Survey set to prove northern fish disease-free

Mar 05, 2014 by Hamish Hastie
Prof Lymbery says the study will give some insight into northern freshwater fish populations. Credit: David Gardiner

A joint study about to begin will determine whether populations of freshwater catfish in the country's tropical and sub-tropical regions are free of the Edwardsiella ictaluri bacterium.

The can cause 'Enteric Septicemia of Catfish' and is potentially deadly to populations of in northern Australia.

Affected fish appear disorientated and can chase their tails.

Murdoch University's Alan Lymbery says the study will investigate high risk localities in the Kimberley, Northern Territory and northern Queensland and was prompted by reports of the bacterium in imported fish and aquarium facilities.

"As far as we know through passive surveillance it's not in wild populations, but there hasn't been an active survey at all—if it's here we think it would have come in with imported ornamental aquarium fish," Professor Lymbery says.

"The survey is a targeted design which is looking at high risk populations or high risk localities for the bacterium.

"We're looking at rivers which have major population centres on them and we're targeting our particular sites around major towns or immediately downstream from major towns."

Prof Lymbery says the survey for the study was designed in collaboration with an epidemiologist who specialises in the demonstration of disease freedom.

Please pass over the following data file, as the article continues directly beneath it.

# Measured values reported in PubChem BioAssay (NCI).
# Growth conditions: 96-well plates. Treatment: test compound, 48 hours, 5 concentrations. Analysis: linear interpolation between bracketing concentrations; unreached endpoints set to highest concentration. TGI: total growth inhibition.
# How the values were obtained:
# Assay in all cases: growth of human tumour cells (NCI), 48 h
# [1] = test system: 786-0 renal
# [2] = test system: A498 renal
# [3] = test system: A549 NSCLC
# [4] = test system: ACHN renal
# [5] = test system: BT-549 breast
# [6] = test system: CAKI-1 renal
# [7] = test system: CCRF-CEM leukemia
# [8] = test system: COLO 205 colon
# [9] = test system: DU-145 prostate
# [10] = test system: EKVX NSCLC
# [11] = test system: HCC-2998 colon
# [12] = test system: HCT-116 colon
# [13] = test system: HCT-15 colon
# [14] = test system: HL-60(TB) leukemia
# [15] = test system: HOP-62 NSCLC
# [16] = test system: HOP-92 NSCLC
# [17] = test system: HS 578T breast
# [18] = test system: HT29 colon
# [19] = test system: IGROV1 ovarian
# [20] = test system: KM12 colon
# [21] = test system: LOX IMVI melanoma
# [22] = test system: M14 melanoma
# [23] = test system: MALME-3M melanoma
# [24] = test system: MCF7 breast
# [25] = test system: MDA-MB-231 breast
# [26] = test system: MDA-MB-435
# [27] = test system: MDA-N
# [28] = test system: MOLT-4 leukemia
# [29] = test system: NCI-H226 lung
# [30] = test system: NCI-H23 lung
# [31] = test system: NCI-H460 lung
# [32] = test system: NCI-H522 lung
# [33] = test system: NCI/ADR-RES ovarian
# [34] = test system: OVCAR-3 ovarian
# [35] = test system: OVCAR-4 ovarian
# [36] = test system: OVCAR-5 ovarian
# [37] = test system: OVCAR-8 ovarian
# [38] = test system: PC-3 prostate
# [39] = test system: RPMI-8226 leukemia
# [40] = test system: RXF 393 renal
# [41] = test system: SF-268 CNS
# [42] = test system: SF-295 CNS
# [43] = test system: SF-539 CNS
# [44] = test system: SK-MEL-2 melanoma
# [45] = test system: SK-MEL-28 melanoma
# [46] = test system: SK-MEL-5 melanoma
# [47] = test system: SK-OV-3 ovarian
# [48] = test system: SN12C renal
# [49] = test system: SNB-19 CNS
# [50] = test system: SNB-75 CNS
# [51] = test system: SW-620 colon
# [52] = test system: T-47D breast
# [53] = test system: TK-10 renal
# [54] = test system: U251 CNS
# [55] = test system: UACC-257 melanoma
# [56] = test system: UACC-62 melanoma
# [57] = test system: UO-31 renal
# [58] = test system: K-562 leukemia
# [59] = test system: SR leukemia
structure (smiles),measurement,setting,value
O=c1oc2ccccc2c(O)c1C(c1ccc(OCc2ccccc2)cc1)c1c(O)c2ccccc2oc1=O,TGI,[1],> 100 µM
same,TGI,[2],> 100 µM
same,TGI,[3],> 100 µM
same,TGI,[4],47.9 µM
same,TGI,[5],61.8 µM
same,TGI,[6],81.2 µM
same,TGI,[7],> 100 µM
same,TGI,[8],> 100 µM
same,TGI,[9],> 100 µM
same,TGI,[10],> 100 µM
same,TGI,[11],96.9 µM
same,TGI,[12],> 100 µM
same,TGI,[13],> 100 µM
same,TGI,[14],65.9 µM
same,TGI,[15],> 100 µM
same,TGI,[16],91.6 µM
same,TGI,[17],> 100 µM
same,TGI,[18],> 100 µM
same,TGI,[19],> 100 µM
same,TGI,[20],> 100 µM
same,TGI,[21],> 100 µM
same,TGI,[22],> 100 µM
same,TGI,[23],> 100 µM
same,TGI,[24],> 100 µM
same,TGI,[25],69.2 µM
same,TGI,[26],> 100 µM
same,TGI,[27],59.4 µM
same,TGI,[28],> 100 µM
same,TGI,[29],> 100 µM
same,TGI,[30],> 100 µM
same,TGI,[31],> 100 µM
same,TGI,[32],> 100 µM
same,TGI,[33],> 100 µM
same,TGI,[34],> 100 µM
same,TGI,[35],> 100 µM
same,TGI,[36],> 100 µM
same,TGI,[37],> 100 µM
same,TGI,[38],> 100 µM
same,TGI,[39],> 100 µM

"We use a bacterial test first … if it looks like we've got the bacterium then we'll go back and we'll do some DNA testing of that fish," he says.

"Given some assumptions, if we do not find the bacteria in around 20 fish from a number of sites across northern Australia then we can be confident that native fishes are disease free."

Prof Lymbery says the study will give some insight into northern freshwater fish populations.

"The disease caused by the bacterium can be quite severe in fish populations and can be devastating to aquaculture," he says.

"The bacterium can have a quite high mortality and it can kill the fish rapidly.

"There is a big ornamental fish trade over the world … so it has some economic importance for Australia to be disease free.

"Australia has also got a very unique freshwater fish fauna, if there is anything we can do to keep exotic diseases out of our natural water ways it's going to help with the conservation of our freshwater fish fauna."

Prof Lymbery says he hopes the study will also raise awareness of the disease so fishers or owners can report it if they see it.

The surveys are expected to be completed by the end of the year.

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